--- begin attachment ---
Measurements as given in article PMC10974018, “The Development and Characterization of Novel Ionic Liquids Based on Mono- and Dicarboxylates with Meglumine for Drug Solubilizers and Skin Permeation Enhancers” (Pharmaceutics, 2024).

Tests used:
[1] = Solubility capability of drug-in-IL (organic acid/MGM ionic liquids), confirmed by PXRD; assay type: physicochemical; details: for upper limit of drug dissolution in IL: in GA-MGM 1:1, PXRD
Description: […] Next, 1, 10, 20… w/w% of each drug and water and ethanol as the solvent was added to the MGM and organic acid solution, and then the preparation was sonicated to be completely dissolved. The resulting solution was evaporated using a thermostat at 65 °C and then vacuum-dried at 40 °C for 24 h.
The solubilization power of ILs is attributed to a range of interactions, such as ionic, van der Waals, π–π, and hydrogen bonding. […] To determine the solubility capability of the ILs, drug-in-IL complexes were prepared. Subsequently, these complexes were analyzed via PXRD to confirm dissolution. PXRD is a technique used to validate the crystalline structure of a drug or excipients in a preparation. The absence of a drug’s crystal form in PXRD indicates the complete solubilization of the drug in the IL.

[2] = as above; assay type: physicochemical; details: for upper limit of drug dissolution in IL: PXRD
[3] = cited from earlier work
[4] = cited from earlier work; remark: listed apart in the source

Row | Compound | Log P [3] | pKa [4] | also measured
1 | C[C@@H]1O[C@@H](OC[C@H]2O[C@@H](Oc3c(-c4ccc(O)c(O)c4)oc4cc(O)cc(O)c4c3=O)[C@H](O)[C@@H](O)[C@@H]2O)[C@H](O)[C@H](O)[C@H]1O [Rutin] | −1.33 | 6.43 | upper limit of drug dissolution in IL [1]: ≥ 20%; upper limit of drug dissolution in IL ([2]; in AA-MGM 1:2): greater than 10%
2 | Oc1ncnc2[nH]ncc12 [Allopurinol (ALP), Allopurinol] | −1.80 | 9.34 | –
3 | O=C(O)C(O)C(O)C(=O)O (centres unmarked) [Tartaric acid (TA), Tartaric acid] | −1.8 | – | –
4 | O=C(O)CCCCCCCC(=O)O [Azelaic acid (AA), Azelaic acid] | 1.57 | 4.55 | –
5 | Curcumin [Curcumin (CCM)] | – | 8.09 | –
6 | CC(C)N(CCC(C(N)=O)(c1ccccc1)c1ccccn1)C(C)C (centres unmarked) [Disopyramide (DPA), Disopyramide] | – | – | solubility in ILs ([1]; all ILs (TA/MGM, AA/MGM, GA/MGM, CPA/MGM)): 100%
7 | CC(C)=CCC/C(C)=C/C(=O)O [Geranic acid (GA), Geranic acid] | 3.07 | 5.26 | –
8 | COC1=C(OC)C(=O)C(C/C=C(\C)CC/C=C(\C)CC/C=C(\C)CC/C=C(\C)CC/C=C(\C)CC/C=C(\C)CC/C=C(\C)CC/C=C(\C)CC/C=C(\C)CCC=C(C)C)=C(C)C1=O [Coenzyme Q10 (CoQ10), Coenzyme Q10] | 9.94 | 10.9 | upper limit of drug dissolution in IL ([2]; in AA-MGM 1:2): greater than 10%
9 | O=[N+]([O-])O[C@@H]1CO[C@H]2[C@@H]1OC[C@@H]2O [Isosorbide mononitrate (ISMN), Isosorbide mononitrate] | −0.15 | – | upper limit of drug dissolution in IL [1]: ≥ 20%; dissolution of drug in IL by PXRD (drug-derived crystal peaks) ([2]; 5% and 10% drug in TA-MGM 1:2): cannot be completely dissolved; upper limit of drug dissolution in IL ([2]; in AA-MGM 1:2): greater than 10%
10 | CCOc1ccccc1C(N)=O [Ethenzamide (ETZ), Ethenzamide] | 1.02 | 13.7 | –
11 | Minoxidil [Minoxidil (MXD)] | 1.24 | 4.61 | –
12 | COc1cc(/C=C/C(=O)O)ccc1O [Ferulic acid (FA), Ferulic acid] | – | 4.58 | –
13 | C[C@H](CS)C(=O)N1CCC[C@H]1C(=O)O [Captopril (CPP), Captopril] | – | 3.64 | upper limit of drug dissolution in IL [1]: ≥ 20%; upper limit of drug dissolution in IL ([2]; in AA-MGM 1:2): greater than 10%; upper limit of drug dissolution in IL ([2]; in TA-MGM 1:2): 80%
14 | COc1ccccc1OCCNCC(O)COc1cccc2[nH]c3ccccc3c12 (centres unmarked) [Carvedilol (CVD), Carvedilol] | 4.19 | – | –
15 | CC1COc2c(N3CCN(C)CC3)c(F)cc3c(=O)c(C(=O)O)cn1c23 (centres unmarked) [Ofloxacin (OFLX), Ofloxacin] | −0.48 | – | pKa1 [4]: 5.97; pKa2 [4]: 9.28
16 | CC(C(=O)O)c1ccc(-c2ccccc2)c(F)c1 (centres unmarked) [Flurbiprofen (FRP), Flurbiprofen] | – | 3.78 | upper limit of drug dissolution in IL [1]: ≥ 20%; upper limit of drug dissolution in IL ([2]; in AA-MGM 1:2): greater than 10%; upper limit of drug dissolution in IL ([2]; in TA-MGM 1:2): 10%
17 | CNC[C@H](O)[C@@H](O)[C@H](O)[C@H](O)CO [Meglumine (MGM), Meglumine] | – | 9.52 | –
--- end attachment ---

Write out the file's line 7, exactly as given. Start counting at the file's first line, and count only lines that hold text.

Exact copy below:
[3] = cited from earlier work